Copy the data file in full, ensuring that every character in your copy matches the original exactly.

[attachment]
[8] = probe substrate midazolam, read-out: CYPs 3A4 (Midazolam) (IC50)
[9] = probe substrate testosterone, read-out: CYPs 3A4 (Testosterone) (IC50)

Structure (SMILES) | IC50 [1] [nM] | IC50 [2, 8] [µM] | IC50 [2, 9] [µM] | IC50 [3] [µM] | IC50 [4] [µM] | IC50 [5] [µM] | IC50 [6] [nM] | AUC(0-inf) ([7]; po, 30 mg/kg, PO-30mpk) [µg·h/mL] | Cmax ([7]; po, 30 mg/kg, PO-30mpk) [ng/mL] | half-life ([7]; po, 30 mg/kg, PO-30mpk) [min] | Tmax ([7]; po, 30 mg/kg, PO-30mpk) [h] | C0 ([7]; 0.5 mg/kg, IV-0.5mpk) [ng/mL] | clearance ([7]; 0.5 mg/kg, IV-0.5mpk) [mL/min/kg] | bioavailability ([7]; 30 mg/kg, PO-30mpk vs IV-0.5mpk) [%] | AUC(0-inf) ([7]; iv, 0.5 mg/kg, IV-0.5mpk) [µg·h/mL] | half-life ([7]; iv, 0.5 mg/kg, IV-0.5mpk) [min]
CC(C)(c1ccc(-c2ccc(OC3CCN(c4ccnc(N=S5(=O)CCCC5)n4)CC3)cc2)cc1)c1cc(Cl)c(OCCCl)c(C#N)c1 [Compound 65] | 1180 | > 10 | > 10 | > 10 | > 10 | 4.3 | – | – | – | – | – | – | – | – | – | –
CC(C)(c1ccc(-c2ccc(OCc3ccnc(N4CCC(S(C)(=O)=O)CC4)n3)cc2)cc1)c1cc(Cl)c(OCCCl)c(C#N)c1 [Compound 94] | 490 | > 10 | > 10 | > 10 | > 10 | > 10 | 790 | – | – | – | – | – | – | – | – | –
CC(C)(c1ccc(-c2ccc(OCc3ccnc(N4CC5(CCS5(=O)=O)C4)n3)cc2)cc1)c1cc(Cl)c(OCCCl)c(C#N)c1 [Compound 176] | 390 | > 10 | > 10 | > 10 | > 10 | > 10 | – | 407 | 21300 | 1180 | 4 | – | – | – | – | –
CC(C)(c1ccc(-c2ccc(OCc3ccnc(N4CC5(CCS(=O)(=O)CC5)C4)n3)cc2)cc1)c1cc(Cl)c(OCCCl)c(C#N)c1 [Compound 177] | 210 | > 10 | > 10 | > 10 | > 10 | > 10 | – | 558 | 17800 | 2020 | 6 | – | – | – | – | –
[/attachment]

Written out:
[8] = probe substrate midazolam, read-out: CYPs 3A4 (Midazolam) (IC50)
[9] = probe substrate testosterone, read-out: CYPs 3A4 (Testosterone) (IC50)

Structure (SMILES) | IC50 [1] [nM] | IC50 [2, 8] [µM] | IC50 [2, 9] [µM] | IC50 [3] [µM] | IC50 [4] [µM] | IC50 [5] [µM] | IC50 [6] [nM] | AUC(0-inf) ([7]; po, 30 mg/kg, PO-30mpk) [µg·h/mL] | Cmax ([7]; po, 30 mg/kg, PO-30mpk) [ng/mL] | half-life ([7]; po, 30 mg/kg, PO-30mpk) [min] | Tmax ([7]; po, 30 mg/kg, PO-30mpk) [h] | C0 ([7]; 0.5 mg/kg, IV-0.5mpk) [ng/mL] | clearance ([7]; 0.5 mg/kg, IV-0.5mpk) [mL/min/kg] | bioavailability ([7]; 30 mg/kg, PO-30mpk vs IV-0.5mpk) [%] | AUC(0-inf) ([7]; iv, 0.5 mg/kg, IV-0.5mpk) [µg·h/mL] | half-life ([7]; iv, 0.5 mg/kg, IV-0.5mpk) [min]
CC(C)(c1ccc(-c2ccc(OC3CCN(c4ccnc(N=S5(=O)CCCC5)n4)CC3)cc2)cc1)c1cc(Cl)c(OCCCl)c(C#N)c1 [Compound 65] | 1180 | > 10 | > 10 | > 10 | > 10 | 4.3 | – | – | – | – | – | – | – | – | – | –
CC(C)(c1ccc(-c2ccc(OCc3ccnc(N4CCC(S(C)(=O)=O)CC4)n3)cc2)cc1)c1cc(Cl)c(OCCCl)c(C#N)c1 [Compound 94] | 490 | > 10 | > 10 | > 10 | > 10 | > 10 | 790 | – | – | – | – | – | – | – | – | –
CC(C)(c1ccc(-c2ccc(OCc3ccnc(N4CC5(CCS5(=O)=O)C4)n3)cc2)cc1)c1cc(Cl)c(OCCCl)c(C#N)c1 [Compound 176] | 390 | > 10 | > 10 | > 10 | > 10 | > 10 | – | 407 | 21300 | 1180 | 4 | – | – | – | – | –
CC(C)(c1ccc(-c2ccc(OCc3ccnc(N4CC5(CCS(=O)(=O)CC5)C4)n3)cc2)cc1)c1cc(Cl)c(OCCCl)c(C#N)c1 [Compound 177] | 210 | > 10 | > 10 | > 10 | > 10 | > 10 | – | 558 | 17800 | 2020 | 6 | – | – | – | – | –